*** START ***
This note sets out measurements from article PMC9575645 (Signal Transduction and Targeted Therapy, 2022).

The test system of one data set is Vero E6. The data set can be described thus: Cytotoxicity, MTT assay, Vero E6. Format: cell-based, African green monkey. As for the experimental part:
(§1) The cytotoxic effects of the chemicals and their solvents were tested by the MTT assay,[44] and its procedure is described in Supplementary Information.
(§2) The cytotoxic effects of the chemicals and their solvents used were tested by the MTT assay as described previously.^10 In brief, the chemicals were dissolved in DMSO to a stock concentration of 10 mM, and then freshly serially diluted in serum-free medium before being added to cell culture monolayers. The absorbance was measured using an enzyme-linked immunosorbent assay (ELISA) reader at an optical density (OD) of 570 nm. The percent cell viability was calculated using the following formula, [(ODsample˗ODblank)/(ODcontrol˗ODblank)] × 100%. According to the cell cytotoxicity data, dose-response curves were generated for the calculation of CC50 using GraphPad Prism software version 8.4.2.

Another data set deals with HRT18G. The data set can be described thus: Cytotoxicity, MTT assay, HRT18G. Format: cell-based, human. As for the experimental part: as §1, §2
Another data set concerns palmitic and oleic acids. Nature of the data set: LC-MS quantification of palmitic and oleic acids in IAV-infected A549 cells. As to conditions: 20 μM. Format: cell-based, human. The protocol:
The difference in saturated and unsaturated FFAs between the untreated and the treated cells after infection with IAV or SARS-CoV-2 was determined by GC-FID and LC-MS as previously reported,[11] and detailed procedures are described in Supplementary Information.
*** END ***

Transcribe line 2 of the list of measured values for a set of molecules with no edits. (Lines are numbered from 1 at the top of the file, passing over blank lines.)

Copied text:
The test system of one data set is Vero E6. The data set can be described thus: Cytotoxicity, MTT assay, Vero E6. Format: cell-based, African green monkey. As for the experimental part: